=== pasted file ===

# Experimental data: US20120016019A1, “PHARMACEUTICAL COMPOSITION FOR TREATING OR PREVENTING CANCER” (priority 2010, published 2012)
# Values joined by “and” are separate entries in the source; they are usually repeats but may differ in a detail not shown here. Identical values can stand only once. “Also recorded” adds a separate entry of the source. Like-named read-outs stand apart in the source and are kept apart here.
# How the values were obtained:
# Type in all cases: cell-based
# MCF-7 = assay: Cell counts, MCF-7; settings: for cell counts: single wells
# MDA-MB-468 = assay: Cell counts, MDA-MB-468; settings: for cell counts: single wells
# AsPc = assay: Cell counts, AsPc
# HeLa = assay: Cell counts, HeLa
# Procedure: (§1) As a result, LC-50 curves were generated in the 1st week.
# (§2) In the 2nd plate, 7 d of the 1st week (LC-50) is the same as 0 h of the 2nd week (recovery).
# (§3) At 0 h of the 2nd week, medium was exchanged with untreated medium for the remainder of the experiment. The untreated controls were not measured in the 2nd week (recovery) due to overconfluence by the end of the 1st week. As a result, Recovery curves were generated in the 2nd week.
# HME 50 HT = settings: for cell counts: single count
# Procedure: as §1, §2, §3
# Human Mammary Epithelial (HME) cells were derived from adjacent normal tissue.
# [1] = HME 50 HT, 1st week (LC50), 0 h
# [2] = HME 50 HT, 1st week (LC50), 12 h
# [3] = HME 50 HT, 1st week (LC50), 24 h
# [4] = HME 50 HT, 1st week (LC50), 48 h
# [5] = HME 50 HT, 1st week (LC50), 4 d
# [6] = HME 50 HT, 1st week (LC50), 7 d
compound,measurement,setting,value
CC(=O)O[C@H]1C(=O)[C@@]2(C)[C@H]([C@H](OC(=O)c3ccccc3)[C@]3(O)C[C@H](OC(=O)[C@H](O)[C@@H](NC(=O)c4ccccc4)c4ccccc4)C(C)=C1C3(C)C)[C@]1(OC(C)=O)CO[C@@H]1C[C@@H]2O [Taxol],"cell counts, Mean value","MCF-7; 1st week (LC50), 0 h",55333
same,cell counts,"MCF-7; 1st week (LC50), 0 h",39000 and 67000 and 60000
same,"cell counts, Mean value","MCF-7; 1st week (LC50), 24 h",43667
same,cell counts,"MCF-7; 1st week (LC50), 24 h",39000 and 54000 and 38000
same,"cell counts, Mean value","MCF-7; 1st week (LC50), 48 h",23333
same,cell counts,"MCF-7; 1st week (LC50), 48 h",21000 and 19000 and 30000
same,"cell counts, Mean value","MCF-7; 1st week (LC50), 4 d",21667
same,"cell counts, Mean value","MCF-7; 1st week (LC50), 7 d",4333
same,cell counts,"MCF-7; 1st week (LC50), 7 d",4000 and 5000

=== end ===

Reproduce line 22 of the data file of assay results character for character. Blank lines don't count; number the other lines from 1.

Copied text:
CC(=O)O[C@H]1C(=O)[C@@]2(C)[C@H]([C@H](OC(=O)c3ccccc3)[C@]3(O)C[C@H](OC(=O)[C@H](O)[C@@H](NC(=O)c4ccccc4)c4ccccc4)C(C)=C1C3(C)C)[C@]1(OC(C)=O)CO[C@@H]1C[C@@H]2O [Taxol],"cell counts, Mean value","MCF-7; 1st week (LC50), 0 h",55333